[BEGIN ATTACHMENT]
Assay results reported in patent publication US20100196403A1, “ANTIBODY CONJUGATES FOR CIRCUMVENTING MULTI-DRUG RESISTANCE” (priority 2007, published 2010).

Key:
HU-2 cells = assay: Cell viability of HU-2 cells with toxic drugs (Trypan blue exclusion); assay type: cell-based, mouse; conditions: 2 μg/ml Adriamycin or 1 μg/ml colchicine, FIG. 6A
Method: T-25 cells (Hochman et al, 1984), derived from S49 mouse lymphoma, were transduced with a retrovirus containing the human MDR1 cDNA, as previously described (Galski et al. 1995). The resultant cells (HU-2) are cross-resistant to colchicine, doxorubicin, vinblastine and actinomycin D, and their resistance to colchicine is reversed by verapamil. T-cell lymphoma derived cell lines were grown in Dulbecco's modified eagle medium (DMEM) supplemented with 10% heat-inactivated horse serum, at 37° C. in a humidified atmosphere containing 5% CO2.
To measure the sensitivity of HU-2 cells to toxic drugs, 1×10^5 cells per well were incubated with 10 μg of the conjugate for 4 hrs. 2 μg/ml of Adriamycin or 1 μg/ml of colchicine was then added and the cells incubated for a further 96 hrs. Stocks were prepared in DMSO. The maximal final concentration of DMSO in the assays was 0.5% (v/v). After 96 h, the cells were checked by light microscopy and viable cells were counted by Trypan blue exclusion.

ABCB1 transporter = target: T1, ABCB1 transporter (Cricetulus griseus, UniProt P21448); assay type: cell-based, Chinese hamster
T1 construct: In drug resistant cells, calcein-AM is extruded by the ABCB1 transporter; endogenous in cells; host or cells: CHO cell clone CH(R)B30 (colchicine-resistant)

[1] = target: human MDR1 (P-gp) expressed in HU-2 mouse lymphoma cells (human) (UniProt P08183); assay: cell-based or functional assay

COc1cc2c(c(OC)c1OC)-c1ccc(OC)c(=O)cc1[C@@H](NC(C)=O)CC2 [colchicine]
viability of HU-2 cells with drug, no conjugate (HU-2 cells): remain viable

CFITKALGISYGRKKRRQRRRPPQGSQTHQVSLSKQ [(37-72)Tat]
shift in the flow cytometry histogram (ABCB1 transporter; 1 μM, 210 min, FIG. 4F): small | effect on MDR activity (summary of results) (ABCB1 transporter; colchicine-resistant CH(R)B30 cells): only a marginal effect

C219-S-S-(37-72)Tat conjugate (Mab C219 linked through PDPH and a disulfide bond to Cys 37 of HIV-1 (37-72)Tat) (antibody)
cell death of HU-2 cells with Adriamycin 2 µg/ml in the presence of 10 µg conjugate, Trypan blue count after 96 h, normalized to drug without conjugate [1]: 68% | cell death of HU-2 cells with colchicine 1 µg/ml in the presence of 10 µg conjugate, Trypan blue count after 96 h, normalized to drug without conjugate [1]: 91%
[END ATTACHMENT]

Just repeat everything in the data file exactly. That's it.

Assay results reported in patent publication US20100196403A1, “ANTIBODY CONJUGATES FOR CIRCUMVENTING MULTI-DRUG RESISTANCE” (priority 2007, published 2010).

Key:
HU-2 cells = assay: Cell viability of HU-2 cells with toxic drugs (Trypan blue exclusion); assay type: cell-based, mouse; conditions: 2 μg/ml Adriamycin or 1 μg/ml colchicine, FIG. 6A
Method: T-25 cells (Hochman et al, 1984), derived from S49 mouse lymphoma, were transduced with a retrovirus containing the human MDR1 cDNA, as previously described (Galski et al. 1995). The resultant cells (HU-2) are cross-resistant to colchicine, doxorubicin, vinblastine and actinomycin D, and their resistance to colchicine is reversed by verapamil. T-cell lymphoma derived cell lines were grown in Dulbecco's modified eagle medium (DMEM) supplemented with 10% heat-inactivated horse serum, at 37° C. in a humidified atmosphere containing 5% CO2.
To measure the sensitivity of HU-2 cells to toxic drugs, 1×10^5 cells per well were incubated with 10 μg of the conjugate for 4 hrs. 2 μg/ml of Adriamycin or 1 μg/ml of colchicine was then added and the cells incubated for a further 96 hrs. Stocks were prepared in DMSO. The maximal final concentration of DMSO in the assays was 0.5% (v/v). After 96 h, the cells were checked by light microscopy and viable cells were counted by Trypan blue exclusion.

ABCB1 transporter = target: T1, ABCB1 transporter (Cricetulus griseus, UniProt P21448); assay type: cell-based, Chinese hamster
T1 construct: In drug resistant cells, calcein-AM is extruded by the ABCB1 transporter; endogenous in cells; host or cells: CHO cell clone CH(R)B30 (colchicine-resistant)

[1] = target: human MDR1 (P-gp) expressed in HU-2 mouse lymphoma cells (human) (UniProt P08183); assay: cell-based or functional assay

COc1cc2c(c(OC)c1OC)-c1ccc(OC)c(=O)cc1[C@@H](NC(C)=O)CC2 [colchicine]
viability of HU-2 cells with drug, no conjugate (HU-2 cells): remain viable

CFITKALGISYGRKKRRQRRRPPQGSQTHQVSLSKQ [(37-72)Tat]
shift in the flow cytometry histogram (ABCB1 transporter; 1 μM, 210 min, FIG. 4F): small | effect on MDR activity (summary of results) (ABCB1 transporter; colchicine-resistant CH(R)B30 cells): only a marginal effect

C219-S-S-(37-72)Tat conjugate (Mab C219 linked through PDPH and a disulfide bond to Cys 37 of HIV-1 (37-72)Tat) (antibody)
cell death of HU-2 cells with Adriamycin 2 µg/ml in the presence of 10 µg conjugate, Trypan blue count after 96 h, normalized to drug without conjugate [1]: 68% | cell death of HU-2 cells with colchicine 1 µg/ml in the presence of 10 µg conjugate, Trypan blue count after 96 h, normalized to drug without conjugate [1]: 91%